Thursday, July 15, 2010

paste up #010 - thomas mann (again)


(Antiques shop, High Street, Northcote)

This re-paste up of Thomas Mann is an attempt to redress the premature disappearance of my original (larger) paste up (lasting only 24 hours) and to allow me to display his beauty once more and also give me the opportunity to say a few things about his novella, Death in Venice (which I’ve just reread . . . four times . . . five soon . . . I’ll explain in a moment).

The story’s details are based on actual events: while in Venice in 1911 with his wife and brother, Thomas Mann became captivated by a boy who was staying at the same hotel. In the story, an aging writer, Aschenbach, experiences a sudden and intensely passionate disorientation (beautifully put by Anthony Heilbut) after becoming infatuated with a young boy, Tadzio, who is staying at the same hotel. 

Aschenbach’s passion, which can be read as both sexual and symbolic, is unrequited. There is never any direct contact with Tadzio and Aschenbach’s/Mann’s cynical view of this type of desire is clear: “Beauty . . . which is Form . . . and naïvety lead to intoxication and lust; they may lead a noble mind into terrible criminal emotions . . . they lead . . . to the abyss.” In other words, the pursuit of erotic beauty, at the expense of reason and self-control, leads to degradation and death. 

Aschenbach is eventually undone by his passion. Aware of the outbreak of cholera in Venice, not only does he not warn Tadzio or his family to leave (at which point, according to Anthony Heilbut, Aschenbach “become[s] criminally culpable”), he chooses to risk his own health by staying on in Venice in order to continue his pursuit of Tadzio. The story ends with his death, most likely from cholera, on the same day that Tadzio leaves. 

It should be noted that Mann’s stay in Venice did not end in either degradation or death.  

Although Mann dramatises his real life encounter in the novella, the story is not wholly shaped by it. In Death in Venice, Mann explores a variety of recurring themes in his work: the conflict between art and life, chaos and order, youth and aging, growth and decay.

Prompted by a new translation of Death in Venice by Michael Henry Heim, Andrew O’Hehir’s review is an invigorating and inspiring reappraisal of the novella. He reminds us that as a work of fiction, over-attention to its biographical incident can make us miss the point:

“Like all of Mann's other books, Death in Venice is a nest of interlocking keys and symbols in which scarcely a word is wasted, a careful balance of opposing polarities and apparent contradictions in which no final, definitive interpretation can defeat all others. This is a book about Italy written by a German, a book about homosexual love written by a married man who fathered six children, a book about a man who debases himself and embraces his own death written by a man who lived to age 80 as the very embodiment of bourgeois literary respectability.”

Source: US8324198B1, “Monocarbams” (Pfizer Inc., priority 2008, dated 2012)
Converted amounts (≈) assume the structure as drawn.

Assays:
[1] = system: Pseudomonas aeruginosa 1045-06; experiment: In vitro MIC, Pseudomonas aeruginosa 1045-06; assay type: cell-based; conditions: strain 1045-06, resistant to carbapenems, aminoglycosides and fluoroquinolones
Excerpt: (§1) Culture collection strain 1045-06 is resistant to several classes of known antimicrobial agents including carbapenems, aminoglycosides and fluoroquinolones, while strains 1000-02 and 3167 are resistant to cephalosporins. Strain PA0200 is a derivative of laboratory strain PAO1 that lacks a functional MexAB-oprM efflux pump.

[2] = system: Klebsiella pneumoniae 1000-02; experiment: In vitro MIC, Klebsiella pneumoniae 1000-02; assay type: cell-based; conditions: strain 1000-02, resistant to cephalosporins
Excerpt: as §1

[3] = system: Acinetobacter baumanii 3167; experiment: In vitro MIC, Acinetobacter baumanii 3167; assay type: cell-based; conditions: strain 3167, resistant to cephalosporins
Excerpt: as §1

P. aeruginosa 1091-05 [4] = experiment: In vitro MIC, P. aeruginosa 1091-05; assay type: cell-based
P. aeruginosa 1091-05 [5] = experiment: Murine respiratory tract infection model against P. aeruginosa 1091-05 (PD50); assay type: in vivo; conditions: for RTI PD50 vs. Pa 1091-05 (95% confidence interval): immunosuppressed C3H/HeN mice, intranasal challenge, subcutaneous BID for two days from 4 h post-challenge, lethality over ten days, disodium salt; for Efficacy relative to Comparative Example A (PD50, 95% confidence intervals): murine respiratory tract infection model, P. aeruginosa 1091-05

It’s a solid review and worth reading in full.

Rereading Death in Venice reminded me of my own parallel experience of infatuationan infatuation with the photo of Thomas Mann which I came across in this book I’d bought as a birthday gift for a friend. (Borrowing heavily from Mann), it was with astonishment that when I saw the photo I noticed how entirely beautiful he was. 

I became obsessed with getting a copy of the photo. I had to do a paste up of it. 

At my friend’s birthday party, I enacted my own Aschenbachian descent. Reproaching myself for not having made a copy of the photo before giving her the book, I found it increasingly difficult to sublimate my desire to somehow get a copy of the photo before the party finished. Dismissing the idea of simply tearing out the page (as a crime against books), I stalked the book, finding myself returning frequently to the room where my friend had left it, hovering near it, pretending to make conversation with other party guests while all the time thinking of ways to make a copy of the photo. (Would it be rude to ask to borrow back a gift I had just given? Could I just take the book and replace it and hope she wouldn’t notice? How would I hide a hardback under my coat? Was there a printer with a photocopy function somewhere in the house?) I was feeling increasingly disoriented. Then suddenly I remembered I had my phone/camera with me. Dispensing with good party manners, I ditched the group conversation, grabbed the book, found a quiet corner and started taking photos. I overheard one nosy party guest attempting to draw attention to what I was doing with his admonishing: “Look, he’s taking photos!” Dignity no longer mattered. I had my photo at last.